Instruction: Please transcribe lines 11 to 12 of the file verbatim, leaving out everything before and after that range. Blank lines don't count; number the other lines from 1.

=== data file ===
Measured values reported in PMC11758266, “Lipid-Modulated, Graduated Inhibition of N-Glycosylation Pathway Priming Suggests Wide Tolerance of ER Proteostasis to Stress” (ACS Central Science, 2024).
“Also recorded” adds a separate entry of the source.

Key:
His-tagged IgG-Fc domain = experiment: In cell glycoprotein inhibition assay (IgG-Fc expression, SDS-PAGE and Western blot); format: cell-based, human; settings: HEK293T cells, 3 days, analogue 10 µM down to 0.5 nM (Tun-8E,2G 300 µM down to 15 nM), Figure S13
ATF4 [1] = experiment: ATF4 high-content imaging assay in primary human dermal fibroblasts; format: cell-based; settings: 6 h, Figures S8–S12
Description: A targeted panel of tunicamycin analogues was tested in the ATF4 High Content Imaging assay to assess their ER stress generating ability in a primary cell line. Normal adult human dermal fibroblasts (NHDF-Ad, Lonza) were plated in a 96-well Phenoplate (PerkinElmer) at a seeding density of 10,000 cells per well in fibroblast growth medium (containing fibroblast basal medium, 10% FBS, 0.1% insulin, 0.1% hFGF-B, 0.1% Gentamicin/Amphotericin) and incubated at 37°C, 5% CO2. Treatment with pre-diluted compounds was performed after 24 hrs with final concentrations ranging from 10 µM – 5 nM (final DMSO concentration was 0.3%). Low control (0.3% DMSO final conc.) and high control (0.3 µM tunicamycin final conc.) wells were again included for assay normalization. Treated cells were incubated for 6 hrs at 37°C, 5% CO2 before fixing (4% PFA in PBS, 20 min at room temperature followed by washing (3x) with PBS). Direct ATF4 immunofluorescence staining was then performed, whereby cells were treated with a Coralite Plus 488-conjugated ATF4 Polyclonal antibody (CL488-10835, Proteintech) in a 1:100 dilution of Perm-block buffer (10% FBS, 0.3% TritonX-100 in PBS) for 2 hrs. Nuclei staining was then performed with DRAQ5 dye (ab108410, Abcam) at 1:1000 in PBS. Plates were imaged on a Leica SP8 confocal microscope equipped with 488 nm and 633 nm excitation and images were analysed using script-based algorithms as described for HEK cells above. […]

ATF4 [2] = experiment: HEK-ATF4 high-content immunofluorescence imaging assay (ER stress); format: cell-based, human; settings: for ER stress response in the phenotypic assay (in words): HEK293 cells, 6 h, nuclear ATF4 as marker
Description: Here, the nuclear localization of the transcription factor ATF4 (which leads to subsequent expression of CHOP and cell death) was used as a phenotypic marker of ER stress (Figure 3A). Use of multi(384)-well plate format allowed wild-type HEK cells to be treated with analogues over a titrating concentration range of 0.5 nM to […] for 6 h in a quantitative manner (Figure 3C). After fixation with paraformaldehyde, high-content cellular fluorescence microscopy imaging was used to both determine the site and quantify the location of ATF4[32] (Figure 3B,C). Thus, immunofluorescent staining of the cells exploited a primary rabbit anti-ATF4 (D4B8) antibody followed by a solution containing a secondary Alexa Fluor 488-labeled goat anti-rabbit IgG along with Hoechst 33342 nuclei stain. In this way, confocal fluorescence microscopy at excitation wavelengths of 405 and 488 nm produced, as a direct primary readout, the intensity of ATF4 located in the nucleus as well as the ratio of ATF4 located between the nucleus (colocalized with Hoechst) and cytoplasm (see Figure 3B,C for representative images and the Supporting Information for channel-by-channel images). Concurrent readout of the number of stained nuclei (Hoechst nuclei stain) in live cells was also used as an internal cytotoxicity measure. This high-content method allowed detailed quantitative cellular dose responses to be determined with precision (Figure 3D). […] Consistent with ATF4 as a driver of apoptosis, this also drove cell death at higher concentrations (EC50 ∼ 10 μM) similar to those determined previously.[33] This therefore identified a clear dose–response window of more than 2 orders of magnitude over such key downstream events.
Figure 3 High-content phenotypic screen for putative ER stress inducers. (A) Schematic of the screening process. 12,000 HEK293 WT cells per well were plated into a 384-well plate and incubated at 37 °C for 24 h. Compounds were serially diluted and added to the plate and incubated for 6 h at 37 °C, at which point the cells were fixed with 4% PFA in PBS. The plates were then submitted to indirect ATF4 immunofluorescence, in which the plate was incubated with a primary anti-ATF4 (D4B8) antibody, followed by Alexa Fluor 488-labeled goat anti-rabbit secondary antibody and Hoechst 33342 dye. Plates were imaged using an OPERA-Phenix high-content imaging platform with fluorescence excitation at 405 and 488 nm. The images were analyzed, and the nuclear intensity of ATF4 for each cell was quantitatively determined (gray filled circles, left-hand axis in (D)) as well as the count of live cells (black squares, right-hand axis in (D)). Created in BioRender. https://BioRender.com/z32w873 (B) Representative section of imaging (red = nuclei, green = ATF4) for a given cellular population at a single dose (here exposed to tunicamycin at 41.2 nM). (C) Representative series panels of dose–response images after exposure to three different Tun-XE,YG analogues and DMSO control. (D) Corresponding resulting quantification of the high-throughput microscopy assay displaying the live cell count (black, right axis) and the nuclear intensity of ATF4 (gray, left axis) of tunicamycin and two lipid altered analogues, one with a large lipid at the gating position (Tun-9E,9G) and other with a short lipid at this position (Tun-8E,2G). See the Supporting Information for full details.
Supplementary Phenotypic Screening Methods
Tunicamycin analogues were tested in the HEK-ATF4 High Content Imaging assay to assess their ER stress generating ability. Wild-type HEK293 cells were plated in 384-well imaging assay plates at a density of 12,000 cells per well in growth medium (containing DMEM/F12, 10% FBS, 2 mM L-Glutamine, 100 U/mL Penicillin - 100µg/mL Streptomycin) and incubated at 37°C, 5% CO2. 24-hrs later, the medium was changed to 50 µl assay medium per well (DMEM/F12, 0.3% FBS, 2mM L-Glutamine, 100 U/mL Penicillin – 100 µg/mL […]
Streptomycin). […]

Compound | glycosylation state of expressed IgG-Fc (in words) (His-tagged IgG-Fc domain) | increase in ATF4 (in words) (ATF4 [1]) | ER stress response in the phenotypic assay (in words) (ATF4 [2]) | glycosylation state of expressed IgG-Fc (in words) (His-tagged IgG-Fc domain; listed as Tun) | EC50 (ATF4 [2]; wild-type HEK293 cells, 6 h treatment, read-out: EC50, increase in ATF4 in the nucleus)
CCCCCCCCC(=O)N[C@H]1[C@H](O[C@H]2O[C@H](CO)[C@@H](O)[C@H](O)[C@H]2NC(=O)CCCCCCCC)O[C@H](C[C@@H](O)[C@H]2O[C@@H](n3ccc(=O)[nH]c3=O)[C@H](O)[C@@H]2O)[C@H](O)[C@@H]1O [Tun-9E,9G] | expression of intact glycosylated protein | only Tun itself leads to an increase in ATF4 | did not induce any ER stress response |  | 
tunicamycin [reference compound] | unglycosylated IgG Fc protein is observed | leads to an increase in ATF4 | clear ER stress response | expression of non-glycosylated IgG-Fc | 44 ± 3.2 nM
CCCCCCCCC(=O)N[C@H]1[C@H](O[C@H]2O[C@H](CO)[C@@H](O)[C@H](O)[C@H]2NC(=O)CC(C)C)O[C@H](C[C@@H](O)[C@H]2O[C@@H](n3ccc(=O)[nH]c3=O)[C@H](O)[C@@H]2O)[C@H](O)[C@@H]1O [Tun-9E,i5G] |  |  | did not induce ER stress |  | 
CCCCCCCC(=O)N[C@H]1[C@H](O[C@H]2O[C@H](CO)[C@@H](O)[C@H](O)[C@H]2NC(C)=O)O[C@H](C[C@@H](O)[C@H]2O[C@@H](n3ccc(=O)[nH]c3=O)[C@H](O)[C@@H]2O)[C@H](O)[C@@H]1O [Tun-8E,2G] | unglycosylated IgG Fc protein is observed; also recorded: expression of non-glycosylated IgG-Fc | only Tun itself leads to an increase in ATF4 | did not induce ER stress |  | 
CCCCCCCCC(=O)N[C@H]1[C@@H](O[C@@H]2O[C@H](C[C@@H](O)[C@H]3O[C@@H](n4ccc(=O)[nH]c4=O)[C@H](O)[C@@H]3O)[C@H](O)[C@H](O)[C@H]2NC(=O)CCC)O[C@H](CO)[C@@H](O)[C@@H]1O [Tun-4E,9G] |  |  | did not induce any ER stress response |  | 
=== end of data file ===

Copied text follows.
Tunicamycin analogues were tested in the HEK-ATF4 High Content Imaging assay to assess their ER stress generating ability. Wild-type HEK293 cells were plated in 384-well imaging assay plates at a density of 12,000 cells per well in growth medium (containing DMEM/F12, 10% FBS, 2 mM L-Glutamine, 100 U/mL Penicillin - 100µg/mL Streptomycin) and incubated at 37°C, 5% CO2. 24-hrs later, the medium was changed to 50 µl assay medium per well (DMEM/F12, 0.3% FBS, 2mM L-Glutamine, 100 U/mL Penicillin – 100 µg/mL […]
Streptomycin). […]